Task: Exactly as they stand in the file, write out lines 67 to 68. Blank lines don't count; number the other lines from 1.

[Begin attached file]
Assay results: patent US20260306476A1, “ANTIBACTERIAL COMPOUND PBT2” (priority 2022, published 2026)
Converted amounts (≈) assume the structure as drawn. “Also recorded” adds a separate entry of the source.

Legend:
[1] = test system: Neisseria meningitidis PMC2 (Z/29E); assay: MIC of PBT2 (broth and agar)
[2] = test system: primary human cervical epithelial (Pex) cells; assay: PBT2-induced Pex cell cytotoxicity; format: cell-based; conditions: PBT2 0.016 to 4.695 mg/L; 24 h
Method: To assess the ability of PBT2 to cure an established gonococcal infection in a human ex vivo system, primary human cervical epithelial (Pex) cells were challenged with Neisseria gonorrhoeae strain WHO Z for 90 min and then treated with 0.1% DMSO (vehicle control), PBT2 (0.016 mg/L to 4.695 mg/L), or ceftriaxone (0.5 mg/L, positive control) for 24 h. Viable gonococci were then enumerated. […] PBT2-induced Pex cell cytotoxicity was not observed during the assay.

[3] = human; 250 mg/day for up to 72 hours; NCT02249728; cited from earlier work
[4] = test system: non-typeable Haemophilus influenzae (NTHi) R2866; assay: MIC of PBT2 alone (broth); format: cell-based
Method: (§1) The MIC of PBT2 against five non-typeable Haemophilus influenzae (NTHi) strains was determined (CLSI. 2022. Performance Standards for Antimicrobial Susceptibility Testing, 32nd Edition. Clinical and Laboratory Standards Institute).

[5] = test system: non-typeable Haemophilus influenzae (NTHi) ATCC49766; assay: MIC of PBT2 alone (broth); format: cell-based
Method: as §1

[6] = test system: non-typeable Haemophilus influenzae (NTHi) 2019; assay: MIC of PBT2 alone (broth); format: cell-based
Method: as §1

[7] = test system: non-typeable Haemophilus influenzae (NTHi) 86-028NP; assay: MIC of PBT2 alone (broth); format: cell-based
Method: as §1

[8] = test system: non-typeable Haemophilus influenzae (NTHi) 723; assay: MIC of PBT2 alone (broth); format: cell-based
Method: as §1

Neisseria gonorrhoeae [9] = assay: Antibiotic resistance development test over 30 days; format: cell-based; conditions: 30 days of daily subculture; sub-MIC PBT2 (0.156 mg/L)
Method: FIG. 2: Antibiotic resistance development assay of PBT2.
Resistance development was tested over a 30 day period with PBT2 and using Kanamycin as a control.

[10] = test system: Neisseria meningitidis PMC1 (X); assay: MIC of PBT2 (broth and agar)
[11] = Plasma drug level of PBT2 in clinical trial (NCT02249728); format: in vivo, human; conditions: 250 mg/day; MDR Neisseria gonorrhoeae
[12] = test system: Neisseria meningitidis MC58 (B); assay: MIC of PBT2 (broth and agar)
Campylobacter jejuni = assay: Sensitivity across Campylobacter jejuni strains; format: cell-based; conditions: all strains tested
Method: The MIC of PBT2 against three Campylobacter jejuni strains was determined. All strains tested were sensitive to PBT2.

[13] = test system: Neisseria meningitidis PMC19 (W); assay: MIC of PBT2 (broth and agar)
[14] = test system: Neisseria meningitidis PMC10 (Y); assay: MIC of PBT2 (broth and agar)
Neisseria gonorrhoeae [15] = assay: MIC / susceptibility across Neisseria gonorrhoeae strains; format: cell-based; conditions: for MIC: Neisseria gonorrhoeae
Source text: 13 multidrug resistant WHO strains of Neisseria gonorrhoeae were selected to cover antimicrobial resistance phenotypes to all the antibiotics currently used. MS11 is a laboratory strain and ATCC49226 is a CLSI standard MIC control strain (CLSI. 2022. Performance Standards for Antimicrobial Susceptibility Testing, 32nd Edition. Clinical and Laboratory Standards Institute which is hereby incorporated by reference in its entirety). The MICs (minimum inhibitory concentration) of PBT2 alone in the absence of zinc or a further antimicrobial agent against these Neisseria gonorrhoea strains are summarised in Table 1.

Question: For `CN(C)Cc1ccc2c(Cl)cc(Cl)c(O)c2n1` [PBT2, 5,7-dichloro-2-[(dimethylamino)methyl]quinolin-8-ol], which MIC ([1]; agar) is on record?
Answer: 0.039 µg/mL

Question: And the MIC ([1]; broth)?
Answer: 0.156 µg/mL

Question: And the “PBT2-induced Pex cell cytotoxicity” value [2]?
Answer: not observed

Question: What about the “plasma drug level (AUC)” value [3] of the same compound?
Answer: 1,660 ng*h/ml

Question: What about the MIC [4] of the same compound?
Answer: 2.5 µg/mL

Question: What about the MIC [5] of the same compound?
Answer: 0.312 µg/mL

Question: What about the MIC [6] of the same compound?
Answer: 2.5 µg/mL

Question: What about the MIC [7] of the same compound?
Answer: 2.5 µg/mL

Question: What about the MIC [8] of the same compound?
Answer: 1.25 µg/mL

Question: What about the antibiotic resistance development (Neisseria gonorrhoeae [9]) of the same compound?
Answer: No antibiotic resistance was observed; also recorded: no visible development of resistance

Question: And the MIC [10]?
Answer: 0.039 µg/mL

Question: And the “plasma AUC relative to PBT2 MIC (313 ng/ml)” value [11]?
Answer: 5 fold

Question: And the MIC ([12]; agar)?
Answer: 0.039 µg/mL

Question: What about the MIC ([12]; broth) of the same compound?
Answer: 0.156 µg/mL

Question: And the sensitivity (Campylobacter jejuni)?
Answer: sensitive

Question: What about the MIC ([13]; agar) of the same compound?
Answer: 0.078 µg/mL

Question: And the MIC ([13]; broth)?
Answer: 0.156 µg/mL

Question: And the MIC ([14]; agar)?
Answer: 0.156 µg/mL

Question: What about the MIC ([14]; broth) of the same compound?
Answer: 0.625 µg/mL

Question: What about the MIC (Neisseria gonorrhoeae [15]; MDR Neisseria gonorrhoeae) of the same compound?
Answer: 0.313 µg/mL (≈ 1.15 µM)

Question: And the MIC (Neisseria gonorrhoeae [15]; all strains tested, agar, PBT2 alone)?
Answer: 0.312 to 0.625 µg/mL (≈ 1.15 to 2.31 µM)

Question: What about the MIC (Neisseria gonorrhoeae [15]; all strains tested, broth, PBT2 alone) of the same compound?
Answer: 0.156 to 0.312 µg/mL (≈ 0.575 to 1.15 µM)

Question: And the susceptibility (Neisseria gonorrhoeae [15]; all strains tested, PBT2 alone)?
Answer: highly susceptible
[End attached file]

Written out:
Answer: 0.625 µg/mL

Question: What about the MIC (Neisseria gonorrhoeae [15]; MDR Neisseria gonorrhoeae) of the same compound?